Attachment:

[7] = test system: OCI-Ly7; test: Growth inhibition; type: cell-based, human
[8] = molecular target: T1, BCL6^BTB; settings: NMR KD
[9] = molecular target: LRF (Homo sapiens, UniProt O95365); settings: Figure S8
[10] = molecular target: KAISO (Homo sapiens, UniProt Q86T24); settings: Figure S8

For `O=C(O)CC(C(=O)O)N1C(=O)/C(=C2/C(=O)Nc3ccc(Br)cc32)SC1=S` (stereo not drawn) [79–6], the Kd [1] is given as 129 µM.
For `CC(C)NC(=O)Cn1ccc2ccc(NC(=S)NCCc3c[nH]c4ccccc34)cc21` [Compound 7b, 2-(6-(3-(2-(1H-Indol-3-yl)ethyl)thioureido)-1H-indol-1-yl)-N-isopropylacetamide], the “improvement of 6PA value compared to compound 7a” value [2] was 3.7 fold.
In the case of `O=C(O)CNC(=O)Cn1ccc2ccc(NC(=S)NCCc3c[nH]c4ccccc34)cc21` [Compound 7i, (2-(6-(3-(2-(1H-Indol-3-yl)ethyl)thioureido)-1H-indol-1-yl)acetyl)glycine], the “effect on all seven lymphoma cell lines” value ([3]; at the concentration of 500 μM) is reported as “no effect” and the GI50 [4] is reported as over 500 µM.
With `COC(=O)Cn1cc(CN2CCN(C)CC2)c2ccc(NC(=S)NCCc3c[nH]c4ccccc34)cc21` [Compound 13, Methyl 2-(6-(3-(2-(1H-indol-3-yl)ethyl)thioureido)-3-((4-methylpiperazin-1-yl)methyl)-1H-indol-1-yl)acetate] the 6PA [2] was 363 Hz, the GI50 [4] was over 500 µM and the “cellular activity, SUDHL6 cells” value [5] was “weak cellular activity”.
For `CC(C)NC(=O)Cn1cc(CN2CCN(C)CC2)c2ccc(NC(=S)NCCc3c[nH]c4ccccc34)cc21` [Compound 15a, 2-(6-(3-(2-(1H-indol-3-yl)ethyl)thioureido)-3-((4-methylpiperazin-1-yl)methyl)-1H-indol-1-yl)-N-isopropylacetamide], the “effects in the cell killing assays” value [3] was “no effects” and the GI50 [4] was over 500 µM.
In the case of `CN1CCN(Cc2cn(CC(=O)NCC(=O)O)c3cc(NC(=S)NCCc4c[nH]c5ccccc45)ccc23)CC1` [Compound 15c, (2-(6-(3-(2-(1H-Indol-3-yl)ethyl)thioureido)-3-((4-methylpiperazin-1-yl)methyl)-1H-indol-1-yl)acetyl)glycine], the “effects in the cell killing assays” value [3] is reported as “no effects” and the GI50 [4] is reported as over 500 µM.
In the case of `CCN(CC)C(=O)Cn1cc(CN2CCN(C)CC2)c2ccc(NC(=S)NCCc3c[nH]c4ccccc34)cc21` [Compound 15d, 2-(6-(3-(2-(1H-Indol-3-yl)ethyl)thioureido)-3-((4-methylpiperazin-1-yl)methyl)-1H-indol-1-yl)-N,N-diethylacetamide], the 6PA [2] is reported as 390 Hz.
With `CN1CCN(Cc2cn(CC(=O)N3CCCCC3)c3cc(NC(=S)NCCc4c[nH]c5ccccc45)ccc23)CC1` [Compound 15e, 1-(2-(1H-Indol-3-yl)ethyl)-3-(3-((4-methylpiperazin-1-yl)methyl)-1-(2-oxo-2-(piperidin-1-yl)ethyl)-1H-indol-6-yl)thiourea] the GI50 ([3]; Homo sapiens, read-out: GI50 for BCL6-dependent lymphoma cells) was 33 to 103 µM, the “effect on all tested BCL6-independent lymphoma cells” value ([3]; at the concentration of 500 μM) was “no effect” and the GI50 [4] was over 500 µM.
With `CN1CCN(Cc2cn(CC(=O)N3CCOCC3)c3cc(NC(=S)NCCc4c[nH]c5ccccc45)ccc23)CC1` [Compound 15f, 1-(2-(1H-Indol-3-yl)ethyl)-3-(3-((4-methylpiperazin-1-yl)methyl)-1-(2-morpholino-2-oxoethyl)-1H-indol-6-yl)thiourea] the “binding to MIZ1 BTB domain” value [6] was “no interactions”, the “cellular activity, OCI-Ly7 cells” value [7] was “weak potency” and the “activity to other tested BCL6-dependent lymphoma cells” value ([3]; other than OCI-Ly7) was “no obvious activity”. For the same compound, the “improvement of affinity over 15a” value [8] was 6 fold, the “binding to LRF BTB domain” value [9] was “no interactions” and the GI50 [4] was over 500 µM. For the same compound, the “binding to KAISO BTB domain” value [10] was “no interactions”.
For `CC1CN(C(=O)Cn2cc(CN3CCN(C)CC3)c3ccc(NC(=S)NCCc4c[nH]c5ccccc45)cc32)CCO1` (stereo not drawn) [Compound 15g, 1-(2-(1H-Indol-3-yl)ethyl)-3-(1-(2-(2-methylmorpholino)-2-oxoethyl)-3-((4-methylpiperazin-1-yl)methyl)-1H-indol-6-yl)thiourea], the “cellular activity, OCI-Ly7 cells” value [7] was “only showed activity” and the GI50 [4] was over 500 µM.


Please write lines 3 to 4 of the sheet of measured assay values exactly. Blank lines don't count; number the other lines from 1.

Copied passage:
[9] = molecular target: LRF (Homo sapiens, UniProt O95365); settings: Figure S8
[10] = molecular target: KAISO (Homo sapiens, UniProt Q86T24); settings: Figure S8